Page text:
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REVIEW ARTICLE
Year : 2014  |  Volume : 5  |  Issue : 3  |  Page : 103-108

Periodontal microsurgery - A must for perio-aesthetics


1 Department of Periodontology, Subharti Dental College and Hospital, Meerut, Uttar Pradesh, India
2 Department of Periodontology and Implantology, Bapuji Dental College and Hospital, Davanagere, Karnataka, India

Date of Submission26-Dec-2013
Date of Acceptance08-Apr-2014
Date of Web Publication12-Nov-2014

Correspondence Address:
D Deepa
Department of Periodontology, Subharti Dental College and Hospital, Delhi-Haridwar By-pass Road, Meerut - 250 005, Uttar Pradesh
India
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Source of Support: None, Conflict of Interest: None


DOI: 10.4103/0976-6944.144505

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  Abstract 

Treatment modalities addressing both biologic and esthetic demands are most often expected from today's periodontal practice. New technologies, instruments, and surgical techniques are necessary to help clinician ensure the best results and satisfy the patient's expectations. Microsurgical equipments help to enhance normal vision through magnification along with favorable lighting enabling to perform precise periodontal surgical procedures. With increasing awareness and the desire to get the best treatment among patients, these magnificent magnifying tools come handy for an innovative periodontal micro-surgeon. Here is an attempt to present the advantages of microsurgery offered in periodontics in this era of patient-driven dentistry.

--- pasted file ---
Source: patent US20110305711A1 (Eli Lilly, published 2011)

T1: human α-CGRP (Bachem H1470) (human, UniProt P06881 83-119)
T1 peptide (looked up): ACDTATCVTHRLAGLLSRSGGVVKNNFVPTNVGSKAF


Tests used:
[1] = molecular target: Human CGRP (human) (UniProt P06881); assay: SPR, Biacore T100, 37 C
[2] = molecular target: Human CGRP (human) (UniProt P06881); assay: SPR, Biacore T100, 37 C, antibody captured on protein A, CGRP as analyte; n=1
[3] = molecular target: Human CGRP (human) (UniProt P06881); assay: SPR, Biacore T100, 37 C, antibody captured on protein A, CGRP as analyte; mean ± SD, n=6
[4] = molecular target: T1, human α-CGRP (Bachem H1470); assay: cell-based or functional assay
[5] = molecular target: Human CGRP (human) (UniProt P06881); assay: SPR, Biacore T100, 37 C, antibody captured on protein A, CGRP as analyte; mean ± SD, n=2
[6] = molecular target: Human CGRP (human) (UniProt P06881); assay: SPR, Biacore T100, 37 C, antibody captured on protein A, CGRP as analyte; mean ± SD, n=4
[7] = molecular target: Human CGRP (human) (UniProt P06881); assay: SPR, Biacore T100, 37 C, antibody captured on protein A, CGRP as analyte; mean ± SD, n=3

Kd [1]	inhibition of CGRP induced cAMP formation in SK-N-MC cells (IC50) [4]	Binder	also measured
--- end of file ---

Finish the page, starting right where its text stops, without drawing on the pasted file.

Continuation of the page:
Keywords: Magnification loupes, microsurgery, mucogingival surgery, periodontal plastic surgery, surgical microscope


How to cite this article:
Deepa D, Mehta D S, Munjal V. Periodontal microsurgery - A must for perio-aesthetics . Indian J Oral Sci 2014;5:103-8

How to cite this URL:
Deepa D, Mehta D S, Munjal V. Periodontal microsurgery - A must for perio-aesthetics . Indian J Oral Sci [serial online] 2014 [cited 2017 Mar 30];5:103-8. Available from: http://www.indjos.com/text.asp?2014/5/3/103/144505


  Introduction Top

" Events that spawn a paradigm begin with a vision."